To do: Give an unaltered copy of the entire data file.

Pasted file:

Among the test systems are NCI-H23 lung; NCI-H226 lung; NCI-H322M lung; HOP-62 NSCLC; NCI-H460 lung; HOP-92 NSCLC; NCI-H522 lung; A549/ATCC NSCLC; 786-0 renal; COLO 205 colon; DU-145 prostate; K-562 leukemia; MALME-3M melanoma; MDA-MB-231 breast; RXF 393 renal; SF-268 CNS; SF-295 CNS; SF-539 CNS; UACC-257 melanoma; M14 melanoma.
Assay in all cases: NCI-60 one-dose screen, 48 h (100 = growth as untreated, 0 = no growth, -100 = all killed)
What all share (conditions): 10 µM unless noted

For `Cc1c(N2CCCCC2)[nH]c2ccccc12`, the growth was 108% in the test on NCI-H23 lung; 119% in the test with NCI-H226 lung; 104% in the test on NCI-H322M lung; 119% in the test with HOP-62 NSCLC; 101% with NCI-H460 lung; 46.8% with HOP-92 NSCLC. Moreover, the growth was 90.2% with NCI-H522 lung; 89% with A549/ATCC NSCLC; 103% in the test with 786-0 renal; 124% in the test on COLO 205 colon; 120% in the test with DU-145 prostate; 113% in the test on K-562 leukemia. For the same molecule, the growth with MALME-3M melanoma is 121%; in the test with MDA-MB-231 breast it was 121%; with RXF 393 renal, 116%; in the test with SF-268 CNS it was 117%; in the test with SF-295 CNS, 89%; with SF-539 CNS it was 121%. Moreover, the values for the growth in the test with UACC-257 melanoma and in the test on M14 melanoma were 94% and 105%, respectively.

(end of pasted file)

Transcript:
Among the test systems are NCI-H23 lung; NCI-H226 lung; NCI-H322M lung; HOP-62 NSCLC; NCI-H460 lung; HOP-92 NSCLC; NCI-H522 lung; A549/ATCC NSCLC; 786-0 renal; COLO 205 colon; DU-145 prostate; K-562 leukemia; MALME-3M melanoma; MDA-MB-231 breast; RXF 393 renal; SF-268 CNS; SF-295 CNS; SF-539 CNS; UACC-257 melanoma; M14 melanoma.
Assay in all cases: NCI-60 one-dose screen, 48 h (100 = growth as untreated, 0 = no growth, -100 = all killed)
What all share (conditions): 10 µM unless noted

For `Cc1c(N2CCCCC2)[nH]c2ccccc12`, the growth was 108% in the test on NCI-H23 lung; 119% in the test with NCI-H226 lung; 104% in the test on NCI-H322M lung; 119% in the test with HOP-62 NSCLC; 101% with NCI-H460 lung; 46.8% with HOP-92 NSCLC. Moreover, the growth was 90.2% with NCI-H522 lung; 89% with A549/ATCC NSCLC; 103% in the test with 786-0 renal; 124% in the test on COLO 205 colon; 120% in the test with DU-145 prostate; 113% in the test on K-562 leukemia. For the same molecule, the growth with MALME-3M melanoma is 121%; in the test with MDA-MB-231 breast it was 121%; with RXF 393 renal, 116%; in the test with SF-268 CNS it was 117%; in the test with SF-295 CNS, 89%; with SF-539 CNS it was 121%. Moreover, the values for the growth in the test with UACC-257 melanoma and in the test on M14 melanoma were 94% and 105%, respectively.